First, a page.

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Martin Skelton, Magazine Brighton
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Martin Skelton, Magazine Brighton

Martin Skelton has spent most of his career working in education, first as a teacher and then as a founding partner in what grew to become an international education consultancy business. While traveling he was impressed by the magazines and magazine shops he discovered, and late last year he left the consultancy to open a magazine shop in Brighton. We join him as his shop ends its second month in business.

Where are you today?

Right now I am sitting in our ‘office’ at the top of my home in Hove.

What can you see from the window?
There’s a grey sky with a river of blue that’s just broken through it. Steam is rising from the central heating outlet and it’s covering my view of roof tops and bare trees in the streets behind the house. If I stand up I can see some young children playing in the garden of a nursery school. I can hear their voices in the distance.

Are you a morning or evening person?
I’m both. What I’m not is an afternoon person. Spain of thirty years ago would be perfect for me. An early start, a break from 1–4pm, and then through to 8pm or later would fit my rhythms perfectly. My love of coffee means that a caffeine injection late morning is both delightful and part of my fitness for work routine.

Which magazine do you first remember?
I’ve always loved magazines. The first magazine I really remember was called the Medway Gazette. When I was nine two friends and I used to publish it and sell copies to kind ladies who bought it from us. I guess my Mum’s magazines must have had an impact on me as did the newspapers my Dad bought (mainly The News Chronicle and then The Guardian - well, The Manchester Guardian originally.) I read Football Monthly and Melody Maker before I was ten.

Nova IT_1966-10-14_Vol-1_Iss-1_0-1991
The first grown-up magazine that had a real impact on me was Nova. I was blown away by the power of its design, it’s illustrations and its editorial policy. I was a 16 year-old boy who was known at school for always looking out for the new edition of Nova to be out. I also travelled quite a way to find copies of The International Times, a counter-culture paper. I was lucky enough to be born at a time during which my teenage desire for change and excitement was being matched by what was happening in publishing, music, fashion and more. I have a loft full of first editions of magazines I bought over a twenty year period.

BrownBook_49 Dumbo-Feather-cover_grande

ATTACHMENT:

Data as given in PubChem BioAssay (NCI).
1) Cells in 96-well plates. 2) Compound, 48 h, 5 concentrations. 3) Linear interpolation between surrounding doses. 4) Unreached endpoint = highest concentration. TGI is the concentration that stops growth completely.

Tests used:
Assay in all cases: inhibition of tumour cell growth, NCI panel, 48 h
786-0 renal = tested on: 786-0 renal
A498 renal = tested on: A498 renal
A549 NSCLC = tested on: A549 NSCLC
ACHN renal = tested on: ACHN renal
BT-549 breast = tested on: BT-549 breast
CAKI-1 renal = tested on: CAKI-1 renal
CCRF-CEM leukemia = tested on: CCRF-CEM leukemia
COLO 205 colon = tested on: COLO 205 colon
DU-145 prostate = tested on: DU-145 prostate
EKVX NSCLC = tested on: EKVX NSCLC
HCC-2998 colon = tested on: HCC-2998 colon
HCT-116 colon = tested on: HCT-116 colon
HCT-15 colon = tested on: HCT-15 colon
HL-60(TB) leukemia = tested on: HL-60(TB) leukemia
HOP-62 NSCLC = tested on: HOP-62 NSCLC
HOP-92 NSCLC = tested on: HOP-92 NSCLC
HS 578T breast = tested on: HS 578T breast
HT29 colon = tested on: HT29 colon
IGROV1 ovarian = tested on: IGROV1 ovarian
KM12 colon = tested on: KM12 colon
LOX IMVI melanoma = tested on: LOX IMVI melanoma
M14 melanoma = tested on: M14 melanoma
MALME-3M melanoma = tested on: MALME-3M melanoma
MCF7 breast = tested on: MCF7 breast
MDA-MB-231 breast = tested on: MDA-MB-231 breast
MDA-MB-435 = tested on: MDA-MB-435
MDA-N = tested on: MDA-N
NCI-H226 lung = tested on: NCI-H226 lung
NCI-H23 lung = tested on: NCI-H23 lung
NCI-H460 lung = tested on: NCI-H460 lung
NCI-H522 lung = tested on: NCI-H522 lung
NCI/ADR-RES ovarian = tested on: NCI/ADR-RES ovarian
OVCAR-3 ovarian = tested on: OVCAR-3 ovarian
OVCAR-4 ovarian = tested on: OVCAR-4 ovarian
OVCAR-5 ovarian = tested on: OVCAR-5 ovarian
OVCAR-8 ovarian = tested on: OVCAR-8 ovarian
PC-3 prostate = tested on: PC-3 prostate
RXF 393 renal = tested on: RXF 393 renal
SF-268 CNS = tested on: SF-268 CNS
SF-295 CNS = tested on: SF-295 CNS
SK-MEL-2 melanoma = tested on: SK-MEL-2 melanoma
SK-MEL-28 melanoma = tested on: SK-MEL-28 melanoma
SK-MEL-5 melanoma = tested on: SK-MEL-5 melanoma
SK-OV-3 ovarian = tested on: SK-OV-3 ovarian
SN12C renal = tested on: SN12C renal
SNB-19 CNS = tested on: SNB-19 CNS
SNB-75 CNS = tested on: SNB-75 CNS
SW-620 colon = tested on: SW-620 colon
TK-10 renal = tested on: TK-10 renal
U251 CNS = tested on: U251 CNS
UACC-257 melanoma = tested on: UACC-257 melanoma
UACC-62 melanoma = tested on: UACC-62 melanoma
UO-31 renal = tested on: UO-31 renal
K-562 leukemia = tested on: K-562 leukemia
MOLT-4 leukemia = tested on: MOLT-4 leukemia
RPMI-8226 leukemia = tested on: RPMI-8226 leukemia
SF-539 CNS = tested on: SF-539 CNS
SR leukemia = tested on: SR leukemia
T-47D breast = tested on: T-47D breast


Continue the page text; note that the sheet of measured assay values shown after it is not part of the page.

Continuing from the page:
What’s your favourite magazine this morning?

This is the impossible question. I have so many magazines I love for different reasons. If you look around me now you would see Brown Book from the Middle East which I love partly because they do a great job but it’s good to see a liberal version of Arabia out there; I want to give a big shout out to Dumbo Feather, an Australian magazine I’ve followed from the first edition; Delayed Gratification is such a well-realised idea and a good read; I’ve recently been come addicted to The White Review which is serious and lively, Riposte is just great. One of the really good things about opening the shop is to be surrounded by all of these good magazines and really good ideas and to have people coming in who constantly push us to stock titles that are so interesting.

And your best-seller last week?
According to our Izettle data, perhaps unsurprisingly the best-sellers last week were Kinfolk, Cereal, Flow, Uppercase and Oak Journal. What has surprised me, though, is that of the almost 200 magazines we had in the shop on our opening day on 6 December, only seven of them have not sold a single copy. So although the best-sellers are thankfully what they are, we are also selling copies of many other magazines. There seems to be a real demand for what we have (and for magazines we don’t yet have).

What prompted you to open a shop specialising in independent magazines?
Firstly, I’ve always loved magazines and print in every way, shape and form. Second, I have loved the growth of the independent magazine movement and the way it is still exciting but becoming more stable. I think it’s time is now. Third, there’s a growing awareness of balance.

Al, my son-in-law, described our shop as ‘Like vinyl, but print’ and it’s a great phrase. Without trying to sound like one of those old intelligence tests, indy magazines are to conventional magazines as vinyl is to digital, artisan bread is to Wonderloaf, microbreweries are to the big brewers, farm-made cheese is to factory made cheese and so on. There’s nothing wrong with any of those things in their place but I think there’s enough people out there who want a balance as well.